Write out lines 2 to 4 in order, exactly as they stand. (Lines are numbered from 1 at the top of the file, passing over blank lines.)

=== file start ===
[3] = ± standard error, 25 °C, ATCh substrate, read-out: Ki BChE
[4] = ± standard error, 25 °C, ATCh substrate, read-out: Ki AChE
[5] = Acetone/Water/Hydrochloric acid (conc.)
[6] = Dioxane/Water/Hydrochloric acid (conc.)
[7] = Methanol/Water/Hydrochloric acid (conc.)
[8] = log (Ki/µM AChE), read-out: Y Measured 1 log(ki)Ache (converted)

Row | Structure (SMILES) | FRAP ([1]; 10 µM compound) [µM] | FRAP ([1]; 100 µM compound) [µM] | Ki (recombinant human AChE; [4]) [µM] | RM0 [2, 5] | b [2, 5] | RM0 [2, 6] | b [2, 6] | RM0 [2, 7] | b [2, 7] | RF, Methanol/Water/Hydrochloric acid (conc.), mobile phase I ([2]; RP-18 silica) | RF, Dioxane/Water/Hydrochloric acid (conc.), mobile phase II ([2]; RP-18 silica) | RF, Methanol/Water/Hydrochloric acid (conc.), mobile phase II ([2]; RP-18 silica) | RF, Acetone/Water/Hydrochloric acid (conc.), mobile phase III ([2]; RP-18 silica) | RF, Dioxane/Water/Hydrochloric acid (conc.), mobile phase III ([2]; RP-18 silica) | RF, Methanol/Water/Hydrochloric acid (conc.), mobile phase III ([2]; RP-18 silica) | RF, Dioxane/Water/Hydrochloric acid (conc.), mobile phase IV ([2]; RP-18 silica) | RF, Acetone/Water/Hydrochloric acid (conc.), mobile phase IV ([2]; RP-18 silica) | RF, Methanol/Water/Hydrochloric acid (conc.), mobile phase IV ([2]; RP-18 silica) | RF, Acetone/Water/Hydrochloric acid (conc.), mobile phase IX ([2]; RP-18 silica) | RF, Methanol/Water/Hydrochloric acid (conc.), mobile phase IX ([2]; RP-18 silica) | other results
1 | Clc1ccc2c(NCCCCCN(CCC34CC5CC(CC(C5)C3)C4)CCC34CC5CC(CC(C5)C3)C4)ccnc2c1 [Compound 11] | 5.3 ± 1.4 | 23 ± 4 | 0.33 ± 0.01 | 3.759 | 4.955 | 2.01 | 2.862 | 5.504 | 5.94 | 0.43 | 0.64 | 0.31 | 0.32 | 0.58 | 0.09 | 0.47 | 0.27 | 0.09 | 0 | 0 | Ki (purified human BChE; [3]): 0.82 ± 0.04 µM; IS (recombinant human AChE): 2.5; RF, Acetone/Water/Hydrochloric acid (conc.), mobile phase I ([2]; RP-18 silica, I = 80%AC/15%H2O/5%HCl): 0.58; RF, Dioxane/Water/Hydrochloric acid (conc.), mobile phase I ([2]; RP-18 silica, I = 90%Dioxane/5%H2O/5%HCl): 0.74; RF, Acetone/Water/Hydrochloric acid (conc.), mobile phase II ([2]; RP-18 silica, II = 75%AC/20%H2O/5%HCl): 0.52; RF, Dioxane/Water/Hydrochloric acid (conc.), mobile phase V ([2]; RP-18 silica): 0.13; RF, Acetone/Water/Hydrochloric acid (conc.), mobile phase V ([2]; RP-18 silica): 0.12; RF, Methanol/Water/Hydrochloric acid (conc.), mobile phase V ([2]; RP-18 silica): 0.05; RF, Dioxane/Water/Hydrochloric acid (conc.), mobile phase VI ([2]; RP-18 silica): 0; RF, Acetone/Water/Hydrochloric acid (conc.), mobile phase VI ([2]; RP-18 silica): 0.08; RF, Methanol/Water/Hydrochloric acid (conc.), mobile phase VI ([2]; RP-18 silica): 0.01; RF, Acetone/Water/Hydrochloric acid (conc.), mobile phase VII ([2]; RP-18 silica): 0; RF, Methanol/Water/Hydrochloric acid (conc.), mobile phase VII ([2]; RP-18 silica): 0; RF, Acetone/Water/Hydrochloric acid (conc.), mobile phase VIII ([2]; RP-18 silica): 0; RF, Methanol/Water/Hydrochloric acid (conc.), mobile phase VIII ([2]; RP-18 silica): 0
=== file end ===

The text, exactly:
[4] = ± standard error, 25 °C, ATCh substrate, read-out: Ki AChE
[5] = Acetone/Water/Hydrochloric acid (conc.)
[6] = Dioxane/Water/Hydrochloric acid (conc.)